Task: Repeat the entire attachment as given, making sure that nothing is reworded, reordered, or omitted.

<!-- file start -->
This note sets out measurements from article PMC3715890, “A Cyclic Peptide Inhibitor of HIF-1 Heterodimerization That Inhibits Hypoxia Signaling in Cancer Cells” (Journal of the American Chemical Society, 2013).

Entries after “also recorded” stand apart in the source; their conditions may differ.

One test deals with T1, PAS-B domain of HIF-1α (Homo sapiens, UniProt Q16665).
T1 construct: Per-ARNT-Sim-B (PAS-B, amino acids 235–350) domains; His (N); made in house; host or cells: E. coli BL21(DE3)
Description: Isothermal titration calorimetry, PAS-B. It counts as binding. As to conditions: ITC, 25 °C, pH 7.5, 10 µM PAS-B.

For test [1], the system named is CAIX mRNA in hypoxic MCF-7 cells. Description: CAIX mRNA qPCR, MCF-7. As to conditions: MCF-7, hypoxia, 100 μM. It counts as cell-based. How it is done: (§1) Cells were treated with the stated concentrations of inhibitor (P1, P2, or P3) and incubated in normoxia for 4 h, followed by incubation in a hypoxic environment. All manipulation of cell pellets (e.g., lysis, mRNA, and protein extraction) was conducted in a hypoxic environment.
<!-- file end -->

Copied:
This note sets out measurements from article PMC3715890, “A Cyclic Peptide Inhibitor of HIF-1 Heterodimerization That Inhibits Hypoxia Signaling in Cancer Cells” (Journal of the American Chemical Society, 2013).

Entries after “also recorded” stand apart in the source; their conditions may differ.

One test deals with T1, PAS-B domain of HIF-1α (Homo sapiens, UniProt Q16665).
T1 construct: Per-ARNT-Sim-B (PAS-B, amino acids 235–350) domains; His (N); made in house; host or cells: E. coli BL21(DE3)
Description: Isothermal titration calorimetry, PAS-B. It counts as binding. As to conditions: ITC, 25 °C, pH 7.5, 10 µM PAS-B.

For test [1], the system named is CAIX mRNA in hypoxic MCF-7 cells. Description: CAIX mRNA qPCR, MCF-7. As to conditions: MCF-7, hypoxia, 100 μM. It counts as cell-based. How it is done: (§1) Cells were treated with the stated concentrations of inhibitor (P1, P2, or P3) and incubated in normoxia for 4 h, followed by incubation in a hypoxic environment. All manipulation of cell pellets (e.g., lysis, mRNA, and protein extraction) was conducted in a hypoxic environment.